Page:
EMS loses friend and mentor, Lou Jordan

A true EMS pioneer and legend leaves behind thousands of mentees to carry on his lessons and move EMS forward

He wore a T-shirt emblazoned with the caption, “EMS Artifact: Start conversation at your own risk,” and walking an EMS conference exhibit hall with him was simultaneously a study in professional networking and an exercise in frustration. It didn’t matter if you desperately wanted to see the new Tracheoblaster 5000 video laryngoscope or get pricing info on the latest generation of high-fidelity simulation manikins (now with body odor and bad attitudes!), Lou Jordan wasn’t interested. He dealt in people.

Walk five feet down an aisle: “Say Kelly, have you met Rick Kendrick? No? Well, you’ve used his device a thousand times! Rick, meet Kelly!”

Walk another 10 feet: “Hey, do you remember what each point on the Star of Life represents? Well, meet Leo Schwartz. He designed the damned thing, he can tell you all about it!”

Lou Jordan (second from the right) was a 2005 recipient of the Rocco Morando Lifetime Achievement Award.
Lou Jordan (second from the right) was a 2005 recipient of the Rocco Morando Lifetime Achievement Award. (Photo/National EMS Museum)

Walk 20 more feet: “Say, there’s Dan Limmer and Bryan Bledsoe! They wrote your textbooks! Hey guys, join us for dinner!”

Five feet later: “Say, there’s Walt Stoy, the guy that wrote your EMT and paramedic curriculum! Walt, come over here and say hello to Kelly Grayson! Kid’s got important stuff to say about EMS, you two should get to know each other!”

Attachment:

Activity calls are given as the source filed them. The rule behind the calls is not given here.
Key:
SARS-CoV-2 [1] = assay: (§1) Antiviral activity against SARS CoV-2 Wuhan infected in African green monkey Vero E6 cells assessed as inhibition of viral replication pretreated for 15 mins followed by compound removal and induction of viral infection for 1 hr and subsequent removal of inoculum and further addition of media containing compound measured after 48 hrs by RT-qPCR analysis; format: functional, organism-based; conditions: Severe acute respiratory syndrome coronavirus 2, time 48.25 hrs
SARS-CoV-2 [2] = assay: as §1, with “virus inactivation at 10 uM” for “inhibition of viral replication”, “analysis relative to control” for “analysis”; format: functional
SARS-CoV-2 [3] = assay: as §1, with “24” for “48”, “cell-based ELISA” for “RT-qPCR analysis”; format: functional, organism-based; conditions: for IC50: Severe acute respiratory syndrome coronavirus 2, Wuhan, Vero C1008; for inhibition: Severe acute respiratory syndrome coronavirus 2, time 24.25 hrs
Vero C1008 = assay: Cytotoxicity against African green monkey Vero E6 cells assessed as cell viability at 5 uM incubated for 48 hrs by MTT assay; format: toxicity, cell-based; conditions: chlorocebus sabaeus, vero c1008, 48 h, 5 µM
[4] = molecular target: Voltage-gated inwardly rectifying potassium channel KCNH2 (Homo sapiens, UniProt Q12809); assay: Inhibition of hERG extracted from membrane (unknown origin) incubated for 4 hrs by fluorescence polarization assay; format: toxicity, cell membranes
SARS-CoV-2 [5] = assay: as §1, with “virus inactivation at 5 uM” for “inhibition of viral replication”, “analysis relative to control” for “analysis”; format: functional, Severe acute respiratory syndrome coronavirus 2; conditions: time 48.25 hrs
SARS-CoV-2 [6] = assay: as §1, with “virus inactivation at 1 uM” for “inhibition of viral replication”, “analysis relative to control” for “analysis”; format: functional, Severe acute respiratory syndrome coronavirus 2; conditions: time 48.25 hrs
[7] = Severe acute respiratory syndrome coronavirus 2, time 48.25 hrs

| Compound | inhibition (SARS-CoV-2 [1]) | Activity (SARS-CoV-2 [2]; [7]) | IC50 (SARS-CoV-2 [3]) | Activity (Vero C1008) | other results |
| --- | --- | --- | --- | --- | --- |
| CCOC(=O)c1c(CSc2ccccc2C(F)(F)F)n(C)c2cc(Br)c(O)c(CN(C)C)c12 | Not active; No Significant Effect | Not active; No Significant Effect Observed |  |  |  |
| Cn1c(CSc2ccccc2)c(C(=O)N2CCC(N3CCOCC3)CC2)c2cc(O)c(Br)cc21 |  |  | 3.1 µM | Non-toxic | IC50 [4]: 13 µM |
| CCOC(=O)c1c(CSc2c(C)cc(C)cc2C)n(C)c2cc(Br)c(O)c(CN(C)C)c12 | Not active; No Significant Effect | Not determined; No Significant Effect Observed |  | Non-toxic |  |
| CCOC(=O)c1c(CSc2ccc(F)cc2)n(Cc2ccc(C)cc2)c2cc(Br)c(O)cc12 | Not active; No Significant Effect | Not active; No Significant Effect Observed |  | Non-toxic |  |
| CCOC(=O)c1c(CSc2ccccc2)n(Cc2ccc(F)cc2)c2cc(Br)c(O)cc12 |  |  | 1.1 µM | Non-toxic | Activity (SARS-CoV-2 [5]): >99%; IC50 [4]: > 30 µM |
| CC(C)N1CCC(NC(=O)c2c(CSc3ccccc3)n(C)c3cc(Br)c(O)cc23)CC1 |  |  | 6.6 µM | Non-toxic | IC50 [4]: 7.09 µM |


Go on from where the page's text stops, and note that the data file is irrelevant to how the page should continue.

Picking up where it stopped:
Next aisle over: “Hey, Nancy Perry and Scott Cravens, come meet Kelly Grayson. The kid’s a helluva writer, you should give him a shot!”

Five feet later: “Hey, here’s Mr. World-Famous Trauma Surgeon! Hey man, what are you doing here, slummin’? We gotta run, but first, let me introduce you to Kelly Grayson!” And as we walked away, he’d say, sotto voce, “Guy’s no Dr. Cowley, but who is? He’s good people, though.”

And on and on it goes, leading a star-struck young paramedic through the throng, introducing him to his heroes until that disembodied voice on the PA announced that the exhibit hall was due to close in five minutes, and only then do you remember that you never got to see the Tracheoblaster 5000 demo, or fiddle with EMS Mr. Potato Head, or even pick up any schwag.

Yet at every stop, all those important people you met greeted you warmly, and listened to what you had to say, and accepted you as a member of the tribe. No one brushed you off or ignored you, because if Lou Jordan was introducing you, you had to be worthy. And likely as not, Lou took them around and introduced them in much the same way, 20 years before.

A person of integrity and honor

Watching him work a room was like playing the EMS version of Six Degrees of Kevin Bacon, except it was no challenge at all, because there were no degrees of separation, much less six. Lou Jordan knew everybody. I once introduced him to a friend from the shooting community, Jim Curtis, at EMS Today in Baltimore. Jim knew everybody there was to know in the military and the shooting community, Lou knew everyone there was to know in EMS.

Predictably, they discovered common friends in less than five minutes, and we had to interrupt Quantico Old Home Week and drag them out of the hall to make our dinner reservations.

Lou Jordan was a genuine EMS pioneer, and I don’t think it’s stretching the truth to call him a legend. He was an Army medic, and one of R. Adams Cowley’s original EMTs, long before “EMT” became an official designation, and long before Cowley became recognized as the father of modern trauma care. In those days, there was no famous Shock Trauma unit in Baltimore. Cowley’s unit was informally known as “the death ward” because it was down the hall from the morgue, and it was where other surgeons transferred the patients they believed were sure to die.

Here are just a few highlights of his career and life: